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You keep fuel flowing freely to the powerful engines that turn the screws that propel big ships through rough and calm seas alike.
You see to it that clean water and steam travels unimpeded within the miles and miles of pipe looping below decks and inside vessel superstructures.
You patch leaks and replace broken connectors on the lines that carry all types of necessary liquids and gasses aboard ship, whether in times of war or peace.
You are a shipfitter. And, as a shipfitter, you’ve probably been exposed to asbestos. If so, you face a high risk of developing mesothelioma.
Many ships are awash in asbestos. You would be likely to run into the mineral while working with:
Asbestos is a mineral. It’s used to prevent things that are flammable from catching on fire.
It’s also used to keep things cool to the touch on the outside when they normally are blazing hot on the inside. A steam pipe is a perfect example.
Asbestos has other uses too. One of them is to make materials like metal and concrete stronger and more durable. Another is to make those same materials weigh less.
Asbestos has been used in the making and fitting of ships since before the age of the dreadnoughts arrived at the beginning of the 20th century.
Shipbuilders have had a particular fondness for asbestos for two reasons. First, it worked incredibly well. Second, it was dirt cheap.
And there were two reasons why it was dirt cheap. First, it was plentiful. Second, it was easy to mine.
Yes, shipbuilders were inclined to use asbestos — lots of asbestos — because it was profitable.
But the more basic reason they wanted to use it was to keep crews safe from fire and charring heat.
Unfortunately, asbestos has been a curse as well. The curse begins when you do something that causes a disturbance of the asbestos.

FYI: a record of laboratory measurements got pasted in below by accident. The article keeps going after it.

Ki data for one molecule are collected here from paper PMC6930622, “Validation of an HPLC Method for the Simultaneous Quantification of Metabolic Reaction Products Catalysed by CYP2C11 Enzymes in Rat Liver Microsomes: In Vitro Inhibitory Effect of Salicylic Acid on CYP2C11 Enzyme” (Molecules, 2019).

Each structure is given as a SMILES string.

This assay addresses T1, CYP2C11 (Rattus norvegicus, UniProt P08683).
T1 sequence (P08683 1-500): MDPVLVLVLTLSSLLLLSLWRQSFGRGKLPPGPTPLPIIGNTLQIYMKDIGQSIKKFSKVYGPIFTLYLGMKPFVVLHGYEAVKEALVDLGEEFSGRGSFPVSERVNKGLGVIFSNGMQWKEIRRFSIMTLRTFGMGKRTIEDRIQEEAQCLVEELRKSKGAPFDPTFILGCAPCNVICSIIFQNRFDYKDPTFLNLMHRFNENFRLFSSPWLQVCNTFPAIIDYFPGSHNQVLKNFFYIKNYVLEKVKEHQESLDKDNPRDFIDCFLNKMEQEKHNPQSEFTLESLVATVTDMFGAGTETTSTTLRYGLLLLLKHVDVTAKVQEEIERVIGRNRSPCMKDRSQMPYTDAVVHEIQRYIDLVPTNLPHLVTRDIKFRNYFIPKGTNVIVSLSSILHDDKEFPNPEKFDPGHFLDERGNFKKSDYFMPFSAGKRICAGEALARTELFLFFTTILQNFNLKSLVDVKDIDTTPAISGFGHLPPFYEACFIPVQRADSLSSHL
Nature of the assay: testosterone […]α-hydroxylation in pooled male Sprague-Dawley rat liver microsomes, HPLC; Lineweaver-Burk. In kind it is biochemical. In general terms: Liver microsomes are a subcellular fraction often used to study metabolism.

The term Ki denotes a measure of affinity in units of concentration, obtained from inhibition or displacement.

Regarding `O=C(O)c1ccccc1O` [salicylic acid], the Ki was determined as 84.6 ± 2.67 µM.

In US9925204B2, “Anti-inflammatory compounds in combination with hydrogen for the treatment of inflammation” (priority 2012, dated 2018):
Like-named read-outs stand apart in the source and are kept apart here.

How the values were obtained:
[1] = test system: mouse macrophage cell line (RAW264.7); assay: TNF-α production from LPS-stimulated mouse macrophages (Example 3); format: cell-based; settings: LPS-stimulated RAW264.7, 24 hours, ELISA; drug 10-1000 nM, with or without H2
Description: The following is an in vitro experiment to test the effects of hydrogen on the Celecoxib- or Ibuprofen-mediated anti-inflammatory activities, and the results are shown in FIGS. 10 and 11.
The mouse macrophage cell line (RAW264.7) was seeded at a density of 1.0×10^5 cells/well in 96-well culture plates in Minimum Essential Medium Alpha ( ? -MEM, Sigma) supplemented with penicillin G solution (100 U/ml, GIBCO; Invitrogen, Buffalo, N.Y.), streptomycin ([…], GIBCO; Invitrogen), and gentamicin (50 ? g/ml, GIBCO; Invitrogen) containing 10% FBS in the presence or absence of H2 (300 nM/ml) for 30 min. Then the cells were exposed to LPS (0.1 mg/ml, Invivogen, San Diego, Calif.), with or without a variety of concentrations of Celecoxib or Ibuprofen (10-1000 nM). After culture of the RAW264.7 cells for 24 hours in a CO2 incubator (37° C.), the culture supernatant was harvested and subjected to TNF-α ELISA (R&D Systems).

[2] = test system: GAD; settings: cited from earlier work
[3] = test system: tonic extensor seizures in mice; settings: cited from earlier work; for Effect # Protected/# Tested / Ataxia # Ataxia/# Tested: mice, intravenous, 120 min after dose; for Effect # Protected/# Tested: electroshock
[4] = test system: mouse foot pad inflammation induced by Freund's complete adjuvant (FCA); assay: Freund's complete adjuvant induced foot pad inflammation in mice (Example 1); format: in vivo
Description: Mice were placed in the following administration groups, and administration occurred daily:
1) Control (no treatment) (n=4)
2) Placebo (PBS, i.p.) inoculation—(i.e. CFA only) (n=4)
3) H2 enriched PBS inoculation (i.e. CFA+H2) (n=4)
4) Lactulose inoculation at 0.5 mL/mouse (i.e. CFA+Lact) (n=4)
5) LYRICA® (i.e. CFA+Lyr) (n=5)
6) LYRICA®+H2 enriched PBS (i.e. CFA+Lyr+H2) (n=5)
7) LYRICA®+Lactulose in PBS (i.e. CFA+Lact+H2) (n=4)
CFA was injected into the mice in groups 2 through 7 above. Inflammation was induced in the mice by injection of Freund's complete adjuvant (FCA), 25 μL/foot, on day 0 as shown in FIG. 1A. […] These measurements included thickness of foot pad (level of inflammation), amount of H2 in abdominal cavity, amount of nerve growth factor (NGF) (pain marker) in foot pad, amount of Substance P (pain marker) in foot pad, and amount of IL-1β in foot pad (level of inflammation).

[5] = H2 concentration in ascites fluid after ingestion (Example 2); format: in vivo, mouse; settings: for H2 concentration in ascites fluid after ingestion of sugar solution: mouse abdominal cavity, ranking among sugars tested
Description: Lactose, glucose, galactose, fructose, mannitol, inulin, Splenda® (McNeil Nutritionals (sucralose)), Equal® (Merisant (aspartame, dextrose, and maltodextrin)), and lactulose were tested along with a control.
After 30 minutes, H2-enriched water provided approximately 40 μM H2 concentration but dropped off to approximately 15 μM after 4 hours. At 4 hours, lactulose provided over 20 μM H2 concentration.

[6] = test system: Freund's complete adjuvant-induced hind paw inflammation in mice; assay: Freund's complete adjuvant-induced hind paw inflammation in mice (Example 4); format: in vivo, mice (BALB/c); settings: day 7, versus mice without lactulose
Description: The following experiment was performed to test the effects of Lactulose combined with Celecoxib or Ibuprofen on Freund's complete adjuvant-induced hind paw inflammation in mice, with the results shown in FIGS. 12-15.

Asbestos is disturbed if you intentionally cut or accidentally rip a section of pipe lagging.
Or if you hammer, saw, drill, rivet, weld or perform almost any other operation on a piece of material containing asbestos.
These actions cause tiny particles of asbestos to break free and enter the air.
Inside a ship, asbestos in the air can build up into fairly heavy concentrations because of the confined spaces and poor ventilation.
Trouble comes if you inhale or swallow some of that airborne asbestos. It goes deep into your lungs or ends up in your intestines. There it remains for years and decades.
In that span of time, the trapped asbestos works hard at converting the healthy cells that line your lungs or your abdominal cavity into cancerous ones.
The asbestos doesn’t always succeed. But when it does, the cancer cells quickly group into a tumor that then quickly spawns other tumors. Before you know it, the cancer completely takes over.
This dark side of asbestos has been known for a long time now to shipbuilders and to the companies that supply shipbuilding materials.
The government knows it too. That’s why ships built in the U.S. since the 1980s make minimal use of asbestos — it’s also why today you’ll most likely encounter asbestos only when working on older vessels.
The government moved against asbestos when it did in part because of the activism of trade unions concerned about the health and safety of their members.
Unions made demands that something be done about the blight of asbestos. The government acted, but the unions also took steps to address the problem head on.
For example, if you’re a member of the United Association — the Union of Plumbers, Fitters, Welders and HVAC Service Techs, you can be proud of the role your organization played in getting asbestos tossed overboard.
Right now, the UA is still flexing its muscle when it comes to asbestos and the threat of mesothelioma that you and other shipfitters face.
That’s why you should contact the UA today to find out the specifics of what it can do for you to keep you mesothelioma-free.
Whether it’s education or access to health benefits, the UA is your go-to source for battling this horrific disease.